The airline industry, uncertain how many planes it can get off the ground Monday, called on President Bush yesterday to use his emergency powers to keep air traffic controllers on the job if automatic spending cuts are imposed by the Gramm-Rudman-Hollings deficit-reduction law.
The Federal Aviation Administration has announced plans to furlough each air traffic controller 2 1/2 days every two weeks if no budget agreement is reached, resulting in about a 25 percent reduction in the capacity of the national airspace system. The reduced controller work force would be forced to cut the number of planes it handles to ensure safe operation, causing delays and cancellations to ripple through the country.
The air traffic system dodged a potentially greater problem yesterday when the National Weather Service postponed a plan to close 250 weather-observing stations nationwide from 6 p.m. to 6 a.m., which would have shut down nighttime airliner service. A spokesman said the weather service had received permission from the Office of Management and Budget to temporarily reprogram money from other sources, keeping the offices open full time until Oct. 15.
"It's absolutely ludicrous to hold the air traffic system of this country hostage to a budget crisis," Robert J. Aaronson, president of the Air Transport Association (ATA), told reporters in releasing his letter to Bush.
Aaronson told Bush that in a 1982 budget snag, President Ronald Reagan used his authority under the Anti-Deficiency Act to allow essential employees, such as FAA workers, to stay on the job. Aaronson said air carriers are projected to lose $1.25 billion over the next year, and it is "vital to the welfare of the airline industry" to prevent major cutbacks in service.
Dave Swierenga, the ATA's vice president for industry data, estimated that if the air traffic cutback takes place Monday, the revenue loss for airlines would be $14 million to $20 million per day. On top of this would come other potentially major costs such as hotels and meals for passengers stranded at connection points.
The FAA will save about $3 million a day in operating costs through its cutbacks.
"That's a pretty impressive damage ratio," said Clark Onstad, senior vice president of Continental Airlines, one of a number of airlines struggling for profitability. "It's unconscionable."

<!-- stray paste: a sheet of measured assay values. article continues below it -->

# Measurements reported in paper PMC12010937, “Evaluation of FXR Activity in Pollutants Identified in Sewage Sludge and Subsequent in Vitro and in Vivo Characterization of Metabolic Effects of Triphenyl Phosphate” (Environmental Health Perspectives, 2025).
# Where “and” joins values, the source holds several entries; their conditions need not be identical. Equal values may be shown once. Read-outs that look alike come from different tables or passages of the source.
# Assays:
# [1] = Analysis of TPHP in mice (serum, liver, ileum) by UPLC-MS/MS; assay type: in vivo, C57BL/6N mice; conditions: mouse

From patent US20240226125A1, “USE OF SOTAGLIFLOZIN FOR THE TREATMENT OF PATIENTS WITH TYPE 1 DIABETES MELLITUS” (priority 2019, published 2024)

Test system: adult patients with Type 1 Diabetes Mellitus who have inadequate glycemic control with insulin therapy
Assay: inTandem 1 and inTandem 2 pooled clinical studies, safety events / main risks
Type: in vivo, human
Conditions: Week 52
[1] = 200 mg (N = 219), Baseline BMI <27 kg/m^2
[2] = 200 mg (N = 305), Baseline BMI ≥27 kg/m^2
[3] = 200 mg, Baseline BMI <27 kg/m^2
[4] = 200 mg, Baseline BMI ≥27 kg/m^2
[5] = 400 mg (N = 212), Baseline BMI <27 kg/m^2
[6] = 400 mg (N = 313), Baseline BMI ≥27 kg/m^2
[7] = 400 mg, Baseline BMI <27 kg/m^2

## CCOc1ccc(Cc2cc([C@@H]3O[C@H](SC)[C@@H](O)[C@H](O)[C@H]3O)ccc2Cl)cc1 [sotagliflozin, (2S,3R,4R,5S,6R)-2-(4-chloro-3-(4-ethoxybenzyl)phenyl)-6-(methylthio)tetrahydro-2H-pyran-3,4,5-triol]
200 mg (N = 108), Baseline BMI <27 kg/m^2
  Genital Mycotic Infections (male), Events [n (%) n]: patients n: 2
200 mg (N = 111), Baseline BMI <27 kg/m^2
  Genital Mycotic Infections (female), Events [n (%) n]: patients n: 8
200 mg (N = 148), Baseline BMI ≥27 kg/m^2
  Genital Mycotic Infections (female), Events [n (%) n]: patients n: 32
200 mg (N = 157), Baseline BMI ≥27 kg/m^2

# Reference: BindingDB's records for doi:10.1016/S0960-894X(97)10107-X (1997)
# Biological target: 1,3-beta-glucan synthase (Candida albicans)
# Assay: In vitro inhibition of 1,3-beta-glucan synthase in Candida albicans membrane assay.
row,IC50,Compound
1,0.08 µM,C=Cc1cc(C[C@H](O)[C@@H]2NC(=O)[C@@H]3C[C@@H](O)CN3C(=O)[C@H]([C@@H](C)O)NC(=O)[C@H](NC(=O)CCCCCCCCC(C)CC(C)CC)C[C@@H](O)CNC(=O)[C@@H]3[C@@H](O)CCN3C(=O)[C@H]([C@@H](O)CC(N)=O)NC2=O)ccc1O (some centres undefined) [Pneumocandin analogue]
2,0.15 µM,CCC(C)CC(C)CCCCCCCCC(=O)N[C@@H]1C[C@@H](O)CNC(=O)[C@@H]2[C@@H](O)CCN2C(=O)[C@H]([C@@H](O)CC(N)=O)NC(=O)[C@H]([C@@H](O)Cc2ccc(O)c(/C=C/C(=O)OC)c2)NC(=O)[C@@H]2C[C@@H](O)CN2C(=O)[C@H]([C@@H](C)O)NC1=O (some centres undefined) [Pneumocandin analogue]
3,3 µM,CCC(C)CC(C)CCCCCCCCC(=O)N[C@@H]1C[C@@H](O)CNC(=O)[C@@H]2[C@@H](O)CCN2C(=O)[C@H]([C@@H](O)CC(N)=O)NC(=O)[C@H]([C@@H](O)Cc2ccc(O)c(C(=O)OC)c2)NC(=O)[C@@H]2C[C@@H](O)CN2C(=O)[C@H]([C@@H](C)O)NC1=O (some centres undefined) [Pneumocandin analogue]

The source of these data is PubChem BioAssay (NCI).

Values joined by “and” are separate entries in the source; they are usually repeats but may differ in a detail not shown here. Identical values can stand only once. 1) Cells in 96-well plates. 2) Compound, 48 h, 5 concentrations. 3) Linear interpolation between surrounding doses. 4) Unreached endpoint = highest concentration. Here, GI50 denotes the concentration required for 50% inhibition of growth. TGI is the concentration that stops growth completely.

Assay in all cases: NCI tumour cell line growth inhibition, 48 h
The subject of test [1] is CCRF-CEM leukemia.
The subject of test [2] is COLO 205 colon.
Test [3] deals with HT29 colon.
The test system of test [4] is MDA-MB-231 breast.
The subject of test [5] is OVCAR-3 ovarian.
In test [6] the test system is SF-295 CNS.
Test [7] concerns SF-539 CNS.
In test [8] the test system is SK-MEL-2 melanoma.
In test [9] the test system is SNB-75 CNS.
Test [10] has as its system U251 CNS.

Amtrak, the national passenger train service, said all its trains will continue to run Monday and "we're gearing up for the potential of getting displaced airline passengers," said spokesman Clifford Black. Extra cars and possibly extra trains will be added between New York and Washington, he said.
Amtrak is subject to the deficit-reduction cuts, but earns more than 70 percent of its revenue from passengers and can continue operations for some time before cutbacks are necessary.
Airlines said confusion and delays are inevitable Monday if the automatic cuts take effect. Jack Ryan, ATA vice president for air traffic management, said delays would begin at some airports early in the morning and grow to three to five hours later in the day. Many flights would be canceled or consolidated.
Under the FAA plan, hourly quotas would be imposed on 36 major airports including National and Dulles here. The FAA's central Flow Control facility in Washington then would assign delays on an airliner-by-airliner basis as the number of scheduled flights exceeds the quota. On Thursday, if there is still no agreement, a special schedule would be placed in effect with 3,000 flights per day fewer than normal.
Particularly hard-hit Monday would be New York's LaGuardia, Newark, Chicago's O'Hare, Atlanta, Dallas-Fort Worth and Los Angeles, Ryan said.
About two-thirds of the 50 air traffic controllers employed at National Airport picketed yesterday afternoon to protest furloughs.
H. Michael Brown, president of the local chapter of the National Air Traffic Controllers Association (NATCA), said that National is likely to be hardest hit of the airports in the Washington area.
"I predict we're going to be seeing the first delays first thing Monday morning," Brown said.
Staff writer Stephanie Griffith contributed to this report.